We use a variety of techniques to manage our medical benefits expense, including payment methods to providers, referral requirements, quality and disease management programs, reinsurance arrangements and member co-payments and premiums for some of our Medicare plans. National healthcare costs have been increasing at a higher rate than the general inflation rate, however, and relatively small changes in our medical benefits expense relative to premiums that we receive can create significant changes in our financial results. Changes in healthcare laws, regulations and practices, levels of use of healthcare services, competitive pressures, hospital costs, major epidemics, terrorism or bio-terrorism, new medical technologies and other external factors could reduce our ability to manage our medical benefits expense effectively.

One of our primary management tools for measuring profitability is our medical benefits ratio, which is the ratio of our medical benefits expense to the premiums we receive. Changes in the medical benefits ratio from period to period result from, among other things, changes in Medicaid and Medicare funding, changes in the mix of Medicaid and Medicare membership, our ability to manage medical costs and changes in accounting estimates related to incurred but not reported claims. We use medical benefits ratios both to monitor our management of medical benefits expense and to make various business decisions, including what healthcare plans to offer, what geographic areas to enter or exit and the selection of healthcare providers. Although medical benefits ratios play an important role in our business strategy, we may be willing to enter into provider arrangements that might produce a less favorable medical benefits ratio if those arrangements, such as capitation or risk-sharing, would likely lower our exposure to variability in medical costs.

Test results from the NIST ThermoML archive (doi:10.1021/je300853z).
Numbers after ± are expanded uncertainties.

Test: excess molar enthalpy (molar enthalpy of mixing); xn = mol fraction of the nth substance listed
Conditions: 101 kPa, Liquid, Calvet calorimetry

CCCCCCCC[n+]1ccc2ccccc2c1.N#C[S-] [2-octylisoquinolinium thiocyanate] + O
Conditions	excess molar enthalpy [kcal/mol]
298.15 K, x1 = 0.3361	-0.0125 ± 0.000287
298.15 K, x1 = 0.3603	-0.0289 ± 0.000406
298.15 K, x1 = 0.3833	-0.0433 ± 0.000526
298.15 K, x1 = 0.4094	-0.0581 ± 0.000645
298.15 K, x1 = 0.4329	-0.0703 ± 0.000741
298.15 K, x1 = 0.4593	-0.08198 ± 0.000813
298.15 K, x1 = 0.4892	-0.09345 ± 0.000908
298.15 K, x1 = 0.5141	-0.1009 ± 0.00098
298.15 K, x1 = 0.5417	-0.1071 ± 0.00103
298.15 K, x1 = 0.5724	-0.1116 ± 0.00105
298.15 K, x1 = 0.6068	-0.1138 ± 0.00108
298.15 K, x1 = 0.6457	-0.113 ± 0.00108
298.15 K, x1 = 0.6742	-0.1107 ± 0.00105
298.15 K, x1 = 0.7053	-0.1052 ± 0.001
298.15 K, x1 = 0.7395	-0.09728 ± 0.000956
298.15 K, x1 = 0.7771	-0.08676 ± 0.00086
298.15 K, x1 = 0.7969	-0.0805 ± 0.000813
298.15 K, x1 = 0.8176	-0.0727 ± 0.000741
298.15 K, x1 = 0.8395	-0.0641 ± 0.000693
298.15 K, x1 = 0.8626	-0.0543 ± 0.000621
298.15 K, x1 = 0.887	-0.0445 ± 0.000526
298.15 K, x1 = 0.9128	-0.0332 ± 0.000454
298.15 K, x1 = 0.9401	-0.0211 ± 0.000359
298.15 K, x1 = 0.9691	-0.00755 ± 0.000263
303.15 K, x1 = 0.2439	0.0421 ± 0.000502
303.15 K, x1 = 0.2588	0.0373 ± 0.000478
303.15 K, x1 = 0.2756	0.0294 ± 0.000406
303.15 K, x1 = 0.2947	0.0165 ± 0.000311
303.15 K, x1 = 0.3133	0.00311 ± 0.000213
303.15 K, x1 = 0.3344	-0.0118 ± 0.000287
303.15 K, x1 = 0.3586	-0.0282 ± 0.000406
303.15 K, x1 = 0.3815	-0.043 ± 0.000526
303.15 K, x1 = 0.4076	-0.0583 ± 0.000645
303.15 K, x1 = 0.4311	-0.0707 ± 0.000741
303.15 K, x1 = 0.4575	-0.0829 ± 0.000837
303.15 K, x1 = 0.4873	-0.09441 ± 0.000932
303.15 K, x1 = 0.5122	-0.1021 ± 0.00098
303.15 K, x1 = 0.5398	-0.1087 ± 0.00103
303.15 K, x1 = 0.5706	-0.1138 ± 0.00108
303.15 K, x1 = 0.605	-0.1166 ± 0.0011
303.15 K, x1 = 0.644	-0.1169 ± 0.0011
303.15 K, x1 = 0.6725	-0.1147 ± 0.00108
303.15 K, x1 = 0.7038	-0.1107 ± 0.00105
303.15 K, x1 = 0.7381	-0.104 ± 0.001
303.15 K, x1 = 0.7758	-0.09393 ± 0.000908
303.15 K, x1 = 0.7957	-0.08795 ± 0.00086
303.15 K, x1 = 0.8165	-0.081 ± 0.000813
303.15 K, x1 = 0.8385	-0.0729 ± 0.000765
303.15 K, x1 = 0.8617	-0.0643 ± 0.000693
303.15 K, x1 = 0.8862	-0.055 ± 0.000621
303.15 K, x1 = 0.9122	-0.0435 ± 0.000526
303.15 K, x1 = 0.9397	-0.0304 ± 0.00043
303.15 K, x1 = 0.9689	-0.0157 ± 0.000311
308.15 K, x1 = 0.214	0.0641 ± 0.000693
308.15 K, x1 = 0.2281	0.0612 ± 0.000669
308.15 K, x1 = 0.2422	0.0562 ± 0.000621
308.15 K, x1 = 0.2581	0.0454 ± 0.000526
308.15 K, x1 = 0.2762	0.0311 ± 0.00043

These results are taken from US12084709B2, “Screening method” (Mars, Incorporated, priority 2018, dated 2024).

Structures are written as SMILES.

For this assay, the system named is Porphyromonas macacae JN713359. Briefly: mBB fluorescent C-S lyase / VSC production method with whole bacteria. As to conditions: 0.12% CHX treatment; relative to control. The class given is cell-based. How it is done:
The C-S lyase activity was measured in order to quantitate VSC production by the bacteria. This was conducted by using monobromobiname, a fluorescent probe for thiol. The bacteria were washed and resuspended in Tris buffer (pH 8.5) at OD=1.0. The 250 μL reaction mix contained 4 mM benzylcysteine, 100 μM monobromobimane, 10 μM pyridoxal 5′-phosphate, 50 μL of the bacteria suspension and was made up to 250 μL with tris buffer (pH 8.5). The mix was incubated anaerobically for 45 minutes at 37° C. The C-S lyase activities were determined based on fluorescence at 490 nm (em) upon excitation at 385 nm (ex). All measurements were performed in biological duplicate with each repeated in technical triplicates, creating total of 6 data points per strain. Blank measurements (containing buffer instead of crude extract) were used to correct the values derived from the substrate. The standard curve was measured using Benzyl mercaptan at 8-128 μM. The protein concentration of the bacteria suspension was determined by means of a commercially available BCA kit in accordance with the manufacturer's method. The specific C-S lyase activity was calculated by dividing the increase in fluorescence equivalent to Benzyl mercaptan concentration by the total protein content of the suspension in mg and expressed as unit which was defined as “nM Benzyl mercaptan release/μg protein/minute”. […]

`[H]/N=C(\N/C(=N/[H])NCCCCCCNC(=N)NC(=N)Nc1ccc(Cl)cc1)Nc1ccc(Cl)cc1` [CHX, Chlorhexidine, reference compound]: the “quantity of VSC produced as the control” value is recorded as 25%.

Segments

We have two reportable business segments: Medicaid and Medicare. Medicaid, a state administered program, was enacted in 1965 to make federal matching funds available to all states for the delivery of healthcare benefits to eligible individuals, principally those with incomes below specified levels who meet other state specified requirements. Medicaid is structured to allow each state to establish its own eligibility standards, benefits package, payment rates and program administration under broad federal guidelines. Most states determine threshold Medicaid eligibility by reference to other federal financial assistance programs, including the TANF and SSI programs.

The TANF program provides assistance to low-income families with children and was adopted to replace the Aid to Families with Dependent Children program. SSI is a federal program that provides assistance to low-income aged, blind or disabled individuals. However, states can broaden eligibility criteria.

S-CHIP, developed in 1997, is a federal/state matching program that provides healthcare coverage to children not otherwise covered by Medicaid or other insurance programs. S-CHIP enables a segment of the large uninsured population in the United States to receive healthcare benefits. States have the option of administering S-CHIP through their Medicaid programs.

FHP is a New York State program that provides health insurance for certain adults and their families between the ages of 19 and 64 who do not have health insurance on their own, but have income too high to qualify for Medicaid.